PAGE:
This Capitol Hill, Seattle home could be bought on a single middle class income for a family of six for $16,000 in 1957.
KUOW Photo/Emily Fox

When I thought about moving to Seattle a few months ago, I was shocked at how expensive everything was.

I grew up in a Michigan town where the average house is worth about $125,000 today, and rent goes for about half of what it is in Seattle.

Knowing the lifestyle that my middle class grandparents were able to have here 60 years ago, I wondered if that Seattle will ever be able to be achievable again for middle class folks like me.

Totten has been homeless since May. He brings his laundry to the Hygiene Center in Pioneer Square.
KUOW Photo/Ruby de Luna

The housing market is hot, and older Seattleites are feeling the squeeze. 

A major bank is giving away up to $5 million today and tomorrow so that people in King County can buy a home. 

Wells Fargo says it will give up to $7,500 to people who qualify today and Saturday at an event at the Westin Hotel in downtown Seattle.

Copyright 2017 NPR. To see more, visit http://www.npr.org/.

UNIDENTIFIED WOMAN #1: I think most people hate to think of themselves as middle class.

UNIDENTIFIED WOMAN #2: Have what you need, but maybe not everything you want.

UNIDENTIFIED MAN #1: We have a car but we live in an apartment. That's middle class.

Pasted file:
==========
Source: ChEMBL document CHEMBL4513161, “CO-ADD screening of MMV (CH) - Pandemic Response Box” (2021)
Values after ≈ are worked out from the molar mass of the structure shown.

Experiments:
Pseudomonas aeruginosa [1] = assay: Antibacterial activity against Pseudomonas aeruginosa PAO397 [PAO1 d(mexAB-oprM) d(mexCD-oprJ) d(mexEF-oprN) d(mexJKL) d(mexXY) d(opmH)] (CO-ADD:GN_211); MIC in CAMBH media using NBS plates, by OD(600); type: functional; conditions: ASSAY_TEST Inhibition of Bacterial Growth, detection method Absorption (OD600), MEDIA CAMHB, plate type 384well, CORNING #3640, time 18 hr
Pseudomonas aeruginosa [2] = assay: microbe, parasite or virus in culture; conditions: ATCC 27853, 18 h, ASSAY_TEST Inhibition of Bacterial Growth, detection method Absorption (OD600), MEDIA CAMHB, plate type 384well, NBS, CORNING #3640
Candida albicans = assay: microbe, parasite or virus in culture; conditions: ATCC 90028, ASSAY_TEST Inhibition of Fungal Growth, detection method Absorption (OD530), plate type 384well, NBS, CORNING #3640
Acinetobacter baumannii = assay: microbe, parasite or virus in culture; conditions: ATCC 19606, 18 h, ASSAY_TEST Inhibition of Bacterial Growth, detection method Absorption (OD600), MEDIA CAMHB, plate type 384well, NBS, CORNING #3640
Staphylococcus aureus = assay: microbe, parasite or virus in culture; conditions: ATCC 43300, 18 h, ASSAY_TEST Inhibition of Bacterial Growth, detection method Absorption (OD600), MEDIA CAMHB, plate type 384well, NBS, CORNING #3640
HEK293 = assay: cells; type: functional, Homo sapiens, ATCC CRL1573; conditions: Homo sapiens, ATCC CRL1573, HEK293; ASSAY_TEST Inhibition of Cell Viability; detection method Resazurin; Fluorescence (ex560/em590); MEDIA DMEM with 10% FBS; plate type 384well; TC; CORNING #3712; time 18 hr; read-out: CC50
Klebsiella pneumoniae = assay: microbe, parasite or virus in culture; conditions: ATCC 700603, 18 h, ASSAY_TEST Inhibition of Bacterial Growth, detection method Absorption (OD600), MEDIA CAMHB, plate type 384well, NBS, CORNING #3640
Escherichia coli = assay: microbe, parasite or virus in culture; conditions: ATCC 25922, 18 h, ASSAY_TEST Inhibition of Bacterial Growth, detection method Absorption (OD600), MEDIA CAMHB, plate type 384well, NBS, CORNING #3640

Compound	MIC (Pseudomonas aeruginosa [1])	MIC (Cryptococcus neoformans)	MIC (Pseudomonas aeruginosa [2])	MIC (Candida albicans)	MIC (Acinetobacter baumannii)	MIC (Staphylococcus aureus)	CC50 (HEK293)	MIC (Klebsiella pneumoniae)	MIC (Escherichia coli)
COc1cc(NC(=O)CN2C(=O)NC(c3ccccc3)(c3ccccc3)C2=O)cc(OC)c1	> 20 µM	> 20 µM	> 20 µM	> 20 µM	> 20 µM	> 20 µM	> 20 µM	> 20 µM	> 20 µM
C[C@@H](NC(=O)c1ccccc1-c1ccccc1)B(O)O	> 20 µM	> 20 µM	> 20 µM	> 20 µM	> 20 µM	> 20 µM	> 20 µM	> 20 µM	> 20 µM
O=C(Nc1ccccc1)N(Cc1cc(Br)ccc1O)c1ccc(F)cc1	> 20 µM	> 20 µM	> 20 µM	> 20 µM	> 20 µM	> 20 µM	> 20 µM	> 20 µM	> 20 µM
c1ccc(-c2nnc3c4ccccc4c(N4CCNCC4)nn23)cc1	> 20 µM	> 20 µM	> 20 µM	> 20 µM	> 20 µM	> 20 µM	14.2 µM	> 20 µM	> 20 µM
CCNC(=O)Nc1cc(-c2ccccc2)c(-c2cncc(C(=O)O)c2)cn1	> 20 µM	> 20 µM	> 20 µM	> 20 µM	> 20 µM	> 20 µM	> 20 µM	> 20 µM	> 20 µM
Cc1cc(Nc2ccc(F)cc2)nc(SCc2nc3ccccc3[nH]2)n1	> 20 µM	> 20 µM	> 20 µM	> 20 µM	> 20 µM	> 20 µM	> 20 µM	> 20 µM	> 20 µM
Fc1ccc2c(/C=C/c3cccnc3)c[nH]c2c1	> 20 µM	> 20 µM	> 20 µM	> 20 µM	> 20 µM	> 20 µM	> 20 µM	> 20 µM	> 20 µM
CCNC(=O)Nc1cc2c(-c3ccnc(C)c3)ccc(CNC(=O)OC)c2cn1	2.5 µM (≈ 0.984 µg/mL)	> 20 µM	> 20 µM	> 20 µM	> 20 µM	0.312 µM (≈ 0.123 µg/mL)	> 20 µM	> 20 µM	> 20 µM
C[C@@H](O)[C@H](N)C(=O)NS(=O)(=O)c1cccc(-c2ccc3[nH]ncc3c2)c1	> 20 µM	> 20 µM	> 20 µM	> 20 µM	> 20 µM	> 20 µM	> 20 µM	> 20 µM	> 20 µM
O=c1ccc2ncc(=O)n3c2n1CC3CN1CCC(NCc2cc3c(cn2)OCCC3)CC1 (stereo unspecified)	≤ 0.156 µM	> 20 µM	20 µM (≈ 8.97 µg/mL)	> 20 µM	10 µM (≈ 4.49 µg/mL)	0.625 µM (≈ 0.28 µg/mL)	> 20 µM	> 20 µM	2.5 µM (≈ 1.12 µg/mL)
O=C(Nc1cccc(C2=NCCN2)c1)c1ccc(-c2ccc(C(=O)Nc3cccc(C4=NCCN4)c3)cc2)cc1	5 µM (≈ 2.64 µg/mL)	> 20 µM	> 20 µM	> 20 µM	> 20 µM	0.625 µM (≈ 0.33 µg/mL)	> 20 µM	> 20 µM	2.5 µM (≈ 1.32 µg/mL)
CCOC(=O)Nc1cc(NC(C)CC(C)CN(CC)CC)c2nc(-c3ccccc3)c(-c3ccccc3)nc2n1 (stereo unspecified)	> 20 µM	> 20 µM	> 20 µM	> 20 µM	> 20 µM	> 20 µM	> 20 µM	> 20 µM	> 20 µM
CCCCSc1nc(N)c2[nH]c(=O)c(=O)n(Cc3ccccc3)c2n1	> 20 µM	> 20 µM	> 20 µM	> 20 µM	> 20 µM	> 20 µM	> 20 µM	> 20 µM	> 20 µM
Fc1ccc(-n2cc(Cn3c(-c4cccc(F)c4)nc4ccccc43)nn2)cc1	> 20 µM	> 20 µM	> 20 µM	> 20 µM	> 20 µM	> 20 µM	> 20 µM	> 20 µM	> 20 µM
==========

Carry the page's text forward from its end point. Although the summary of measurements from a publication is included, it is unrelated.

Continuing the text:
Mock-up of the Compass Crossing pilot project.
Courtesy of Compass Housing Alliance

Bill Radke speaks with OneBuild founder Dale Sperling, about the steel modular housing his company is making for Seattle's homeless. OneBuild is partnering with Compass Housing Alliance to provide 13 modules and social services to some of the city's homeless. Billionaire Paul Allen has donated $1 million to the pilot project.

Online editor Isolde Raftery reads an old residential ledger at the Puget Sound Regional Branch of the Washington State Archives in Bellevue.
KUOW Photo/Amina Al-Sadi

First, an admission.

We were clueless when we started researching the house at 1643 South King Street in Seattle's International District.

Portland Bans Demolition Of Old Homes

Jun 25, 2016

Portland is the first city in the country to ban the demolition of its oldest homes.

The city will require that homes built in 1916 or before are deconstructed, so the materials inside can be salvaged.

The city council passed a resolution in favor of the demolition ban this winter. They’re set to review changes to the city code next Wednesday, with a vote likely following in early July.

About 20 percent of the waste in landfills comes from building construction and demolition, according to the mayor's office.

'Week in Review' panel Paul Guppy, Bill Radke, Erica C. Barnett and Mike McGinn.
KUOW Photo/Kara McDermott